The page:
θ : xi 7→ xi , yi 7→ yiθ

where θ is primitive mod p. Clearly, θ is of order p − 1. 5

(B-C). Corresponding to an automorphism φ of P , one can trivially define P . Then the automorphism φ preserves the bian automorphism φ on Φ(P ) linear form B if and only if φ acts trivially on Z(P ). This follows from the equation   [φ(x), φ(y)] = B φ(x), φ(y) = B(x, y) = [x, y].

Hence there is a homomorphism τ : H → Sp(2r, p). It is easy to see that the kernel is the set of inner automorphisms I. This proves that H/I ∼ = Sp(2r, p). By an argument identical to the MOR cryptosystem in M, one can reduce the discrete logarithm problem in the extra-special p-group P to that of a discrete logarithm problem in Sp(2r, p). The discrete logarithm problem in Sp(2r, p), in the best case scenario (irreducible characteristic polynomial), embeds into an discrete logarithm problem in Fp2r . 5. C ONCLUSION The discrete logarithm problem is the backbone of many modern day public key cryptosystems and key exchanges. A MOR cryptosystem generalizes the central idea of the discrete logarithm problem from a group to any finitely generated algebraic structure. It was an open question, if one can build a secure MOR cryptosystem using the finite presentation of a group. We have shown that the answer is yes. The situation with other extra-special p-groups is almost identical. R EFERENCES [1] In-Sok Lee, Woo-Hwan Kim, Daesung Kwon, Sangil Nahm, Nam-Soek Kwak, and Yoo-Jin Baek, On the security of MOR public key cryptosystem, Asiacrypt 2004 (P.J.Lee, ed.), LNCS, no. 3329, Springer-Verlag, 2004, pp. 387–400. [2] C.R. Leedham-Green and S. McKay, The structure of groups of prime power order, Oxford University Press, 2002. [3] Ayan Mahalanobis, A simple generalization of the ElGamal cryptosystem to nonabelian groups, Communications in Algebra 36 (2008), no. 10, 3880–3891. , A simple generalization of the ElGamal cryptosystem to non-abelian groups [4] II, Communications in Algebra (2012), to appear. [5] Alfred Menezes and Yi-Hong Wu, The discrete logarithm problem in GL(n, q), Ars Combinatorica 47 (1997), 23–32. 6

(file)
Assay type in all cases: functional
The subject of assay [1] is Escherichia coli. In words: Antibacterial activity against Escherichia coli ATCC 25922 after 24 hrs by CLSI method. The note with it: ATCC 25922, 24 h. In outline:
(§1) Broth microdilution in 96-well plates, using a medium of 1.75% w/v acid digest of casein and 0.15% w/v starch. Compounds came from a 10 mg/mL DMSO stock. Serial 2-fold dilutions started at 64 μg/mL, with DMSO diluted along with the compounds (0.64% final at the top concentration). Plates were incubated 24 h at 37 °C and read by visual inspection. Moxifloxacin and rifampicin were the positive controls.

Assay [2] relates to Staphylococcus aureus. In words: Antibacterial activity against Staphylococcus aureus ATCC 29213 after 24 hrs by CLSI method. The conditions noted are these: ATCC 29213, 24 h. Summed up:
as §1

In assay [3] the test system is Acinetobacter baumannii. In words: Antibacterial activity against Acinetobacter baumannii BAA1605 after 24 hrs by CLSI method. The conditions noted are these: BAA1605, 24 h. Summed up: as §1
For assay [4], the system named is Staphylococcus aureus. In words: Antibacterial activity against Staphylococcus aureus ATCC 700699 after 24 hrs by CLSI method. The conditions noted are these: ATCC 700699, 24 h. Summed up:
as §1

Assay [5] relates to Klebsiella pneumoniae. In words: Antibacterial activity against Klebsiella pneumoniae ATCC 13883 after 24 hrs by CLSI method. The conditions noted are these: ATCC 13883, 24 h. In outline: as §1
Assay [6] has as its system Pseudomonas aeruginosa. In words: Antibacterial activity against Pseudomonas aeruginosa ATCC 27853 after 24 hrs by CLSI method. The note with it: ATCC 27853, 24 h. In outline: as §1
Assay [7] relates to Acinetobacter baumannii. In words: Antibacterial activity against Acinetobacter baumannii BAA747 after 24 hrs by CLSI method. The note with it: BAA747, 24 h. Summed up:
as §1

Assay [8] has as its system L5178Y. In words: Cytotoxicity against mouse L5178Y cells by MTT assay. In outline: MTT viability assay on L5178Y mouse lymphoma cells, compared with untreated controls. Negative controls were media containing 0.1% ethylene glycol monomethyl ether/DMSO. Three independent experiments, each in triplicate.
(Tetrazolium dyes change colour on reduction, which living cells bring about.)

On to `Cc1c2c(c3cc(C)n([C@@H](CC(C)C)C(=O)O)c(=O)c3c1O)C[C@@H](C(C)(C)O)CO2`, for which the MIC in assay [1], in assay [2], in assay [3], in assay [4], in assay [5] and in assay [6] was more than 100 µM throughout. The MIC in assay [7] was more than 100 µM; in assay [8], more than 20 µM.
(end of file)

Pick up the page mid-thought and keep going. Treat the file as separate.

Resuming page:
[6] Seong-Hun Paeng, Kil-Chan Ha, Jae Heon Kim, Seongtaek Chee, and Choonsik Park, New public key cryptosystem using finite non-abelian groups, Crypto 2001 (J. Kilian, ed.), LNCS, vol. 2139, Springer-Verlag, 2001, pp. 470–485. [7] Michio Suzuki, Group theory II, Springer-Verlag, 1986. [8] David L. Winter, The automorphism group of an extraspecail p-group, Rocky Mountain Journal of Mathematics 2 (1972), no. 2, 159–168. I NDIAN I NSTITUTE OF S CIENCE E DUCATION AND R ESEARCH P UNE , PASHAN P UNE 411021, I NDIA E-mail address: [email protected]